Improving the Deliverability of Your Campaign
You've spent valuable time crafting the content for your next email marketing campaign. With all that effort, you want to make sure the campaign actually gets delivered to your recipients' inboxes. There are many factors that affect email deliverability, and following best practices give your campaign a better chance of reaching your contacts.
What is Email Deliverability?
Email deliverability refers to the process of successfully allowing an email to reach the inbox of the intended recipient. It determines whether your email lands in someone's inbox, spam folder, or if it bounces back and never gets to the recipient. Email deliverability is one of the most important factors of email marketing success. After all, if your campaigns never actually reach your contacts, you have no way of measuring their success.
There are a few reasons an email might not reach the intended inbox:
- Hard bounce: The email address is invalid or does not exist.
- Soft bounce: There was a technical issue when sending to the address.
- Spam folder: Email filtered as spam.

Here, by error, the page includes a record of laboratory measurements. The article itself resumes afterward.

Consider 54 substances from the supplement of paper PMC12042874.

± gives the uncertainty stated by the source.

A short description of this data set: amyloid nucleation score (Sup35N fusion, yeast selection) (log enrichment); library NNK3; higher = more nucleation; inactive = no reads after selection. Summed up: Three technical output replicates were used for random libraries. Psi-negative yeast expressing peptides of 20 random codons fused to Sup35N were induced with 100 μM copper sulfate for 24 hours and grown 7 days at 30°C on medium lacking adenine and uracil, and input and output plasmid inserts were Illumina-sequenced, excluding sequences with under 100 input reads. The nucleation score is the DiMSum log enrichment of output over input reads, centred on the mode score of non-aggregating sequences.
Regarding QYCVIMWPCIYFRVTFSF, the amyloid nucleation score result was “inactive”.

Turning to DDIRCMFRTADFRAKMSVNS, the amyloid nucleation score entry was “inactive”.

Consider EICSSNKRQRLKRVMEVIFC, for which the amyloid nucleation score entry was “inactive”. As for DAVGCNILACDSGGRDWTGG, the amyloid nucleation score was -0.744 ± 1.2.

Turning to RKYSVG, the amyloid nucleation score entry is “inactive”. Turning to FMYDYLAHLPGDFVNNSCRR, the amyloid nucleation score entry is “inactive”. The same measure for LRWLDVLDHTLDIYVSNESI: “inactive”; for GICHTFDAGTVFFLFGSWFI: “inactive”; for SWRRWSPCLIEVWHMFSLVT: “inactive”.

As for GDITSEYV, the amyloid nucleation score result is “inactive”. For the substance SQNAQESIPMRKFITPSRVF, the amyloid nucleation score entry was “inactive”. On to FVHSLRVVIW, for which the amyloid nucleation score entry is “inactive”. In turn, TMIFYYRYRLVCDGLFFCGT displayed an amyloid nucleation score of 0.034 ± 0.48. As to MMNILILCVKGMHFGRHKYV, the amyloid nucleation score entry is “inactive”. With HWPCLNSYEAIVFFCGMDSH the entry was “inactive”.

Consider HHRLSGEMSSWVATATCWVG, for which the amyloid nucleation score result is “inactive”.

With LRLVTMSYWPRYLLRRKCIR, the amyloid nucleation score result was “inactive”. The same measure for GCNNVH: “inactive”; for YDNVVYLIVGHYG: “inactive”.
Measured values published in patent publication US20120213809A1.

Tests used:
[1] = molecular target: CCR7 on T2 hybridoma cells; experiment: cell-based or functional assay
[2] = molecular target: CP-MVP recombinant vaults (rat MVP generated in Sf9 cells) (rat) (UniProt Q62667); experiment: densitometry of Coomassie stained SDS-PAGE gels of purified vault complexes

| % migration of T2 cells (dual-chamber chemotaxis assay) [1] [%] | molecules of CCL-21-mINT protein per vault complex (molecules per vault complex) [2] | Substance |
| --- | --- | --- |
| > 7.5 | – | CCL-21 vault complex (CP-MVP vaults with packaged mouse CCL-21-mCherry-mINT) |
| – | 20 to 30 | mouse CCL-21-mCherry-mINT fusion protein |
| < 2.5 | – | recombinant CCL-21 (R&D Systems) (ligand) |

- Blocked: Blocked by an ISP or internet protocol.
To make sure your emails don't get blocked or marked as spam, you need to better understand the three main factors that influence your email deliverability.
Factors that Influence Email Deliverability
When you send an email, there are protocols in place behind the scenes to ensure that your IP address, content, and more is trustworthy. The three main factors are:
- Sender Reputation: A score that signals to an internet service provider (ISP) how trustworthy you are. Sender reputation is something you build over time, like online clout, and it's boosted by positive subscriber actions such as opens and clicks and having a well maintained email list. Learn more.
- Your Identification: There are different online protocols that determine if you are who you say you are. These include things like a Sender Policy Framework (SPF) and DomainKeys Identified Mail (DKIM). These run behind the scenes and work like a background check to make sure you are legitimate online. Note: If you purchase a mailbox through Wix or have connected your mailbox domain to the Wix name servers, then those records are connected too.
To assist with your campaign's deliverability and identification, Wix Email Marketing automatically adds 5 DNS records (3 sendgrid.net keys and 2 ascendbywix.com keys) once a campaign is sent. These keys work in the background to validate your campaign and are expected behavior when assigning a custom mailbox as a sender address.
- Your email content: This is where following email marketing best practices gets you a better chance of email deliverability. Everything from your subject line, images, and content of the campaign need to be relevant, proofread, and formatted correctly.
Tips to Improve Your Email Deliverability
Here are some best practices to follow to make sure your campaigns are getting to your subscribers' inboxes.